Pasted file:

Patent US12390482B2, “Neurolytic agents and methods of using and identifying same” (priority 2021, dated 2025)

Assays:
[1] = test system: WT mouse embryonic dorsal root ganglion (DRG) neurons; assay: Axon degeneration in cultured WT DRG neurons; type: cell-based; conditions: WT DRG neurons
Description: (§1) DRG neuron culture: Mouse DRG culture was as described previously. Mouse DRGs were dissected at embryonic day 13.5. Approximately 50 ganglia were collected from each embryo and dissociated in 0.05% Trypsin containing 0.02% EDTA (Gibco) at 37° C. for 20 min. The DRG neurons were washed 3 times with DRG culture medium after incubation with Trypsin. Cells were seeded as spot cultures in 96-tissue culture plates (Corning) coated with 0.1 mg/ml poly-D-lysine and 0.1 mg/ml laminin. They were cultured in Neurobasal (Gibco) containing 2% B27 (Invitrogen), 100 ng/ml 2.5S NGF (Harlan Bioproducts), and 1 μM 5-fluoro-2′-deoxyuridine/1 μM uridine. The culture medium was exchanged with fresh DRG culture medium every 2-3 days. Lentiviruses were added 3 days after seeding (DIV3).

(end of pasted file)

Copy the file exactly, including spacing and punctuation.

Patent US12390482B2, “Neurolytic agents and methods of using and identifying same” (priority 2021, dated 2025)

Assays:
[1] = test system: WT mouse embryonic dorsal root ganglion (DRG) neurons; assay: Axon degeneration in cultured WT DRG neurons; type: cell-based; conditions: WT DRG neurons
Description: (§1) DRG neuron culture: Mouse DRG culture was as described previously. Mouse DRGs were dissected at embryonic day 13.5. Approximately 50 ganglia were collected from each embryo and dissociated in 0.05% Trypsin containing 0.02% EDTA (Gibco) at 37° C. for 20 min. The DRG neurons were washed 3 times with DRG culture medium after incubation with Trypsin. Cells were seeded as spot cultures in 96-tissue culture plates (Corning) coated with 0.1 mg/ml poly-D-lysine and 0.1 mg/ml laminin. They were cultured in Neurobasal (Gibco) containing 2% B27 (Invitrogen), 100 ng/ml 2.5S NGF (Harlan Bioproducts), and 1 μM 5-fluoro-2′-deoxyuridine/1 μM uridine. The culture medium was exchanged with fresh DRG culture medium every 2-3 days. Lentiviruses were added 3 days after seeding (DIV3).